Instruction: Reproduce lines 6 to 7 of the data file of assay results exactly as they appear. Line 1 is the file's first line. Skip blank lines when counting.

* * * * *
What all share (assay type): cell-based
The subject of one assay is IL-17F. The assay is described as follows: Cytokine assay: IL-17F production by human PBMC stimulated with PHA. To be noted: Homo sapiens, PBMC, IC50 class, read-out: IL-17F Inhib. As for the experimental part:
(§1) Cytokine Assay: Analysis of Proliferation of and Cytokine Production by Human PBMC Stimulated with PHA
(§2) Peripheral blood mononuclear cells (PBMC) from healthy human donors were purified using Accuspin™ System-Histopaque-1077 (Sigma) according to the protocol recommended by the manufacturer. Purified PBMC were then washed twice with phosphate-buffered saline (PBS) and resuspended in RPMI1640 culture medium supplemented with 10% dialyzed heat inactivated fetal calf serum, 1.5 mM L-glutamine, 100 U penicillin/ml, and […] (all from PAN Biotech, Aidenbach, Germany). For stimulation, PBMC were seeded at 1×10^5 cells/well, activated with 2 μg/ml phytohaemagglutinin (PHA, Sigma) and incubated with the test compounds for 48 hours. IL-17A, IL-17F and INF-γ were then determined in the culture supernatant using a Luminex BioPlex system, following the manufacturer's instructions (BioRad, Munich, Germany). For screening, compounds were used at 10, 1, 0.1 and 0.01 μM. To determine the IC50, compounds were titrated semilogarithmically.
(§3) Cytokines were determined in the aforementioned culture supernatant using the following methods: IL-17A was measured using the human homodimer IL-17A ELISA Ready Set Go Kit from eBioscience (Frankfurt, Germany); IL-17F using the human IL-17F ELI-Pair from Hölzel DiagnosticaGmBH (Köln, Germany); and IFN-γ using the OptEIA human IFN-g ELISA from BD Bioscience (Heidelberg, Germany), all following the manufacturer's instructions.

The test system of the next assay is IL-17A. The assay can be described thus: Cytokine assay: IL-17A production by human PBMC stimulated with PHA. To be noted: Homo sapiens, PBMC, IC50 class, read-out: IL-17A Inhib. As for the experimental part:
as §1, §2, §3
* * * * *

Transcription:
The test system of the next assay is IL-17A. The assay can be described thus: Cytokine assay: IL-17A production by human PBMC stimulated with PHA. To be noted: Homo sapiens, PBMC, IC50 class, read-out: IL-17A Inhib. As for the experimental part:
as §1, §2, §3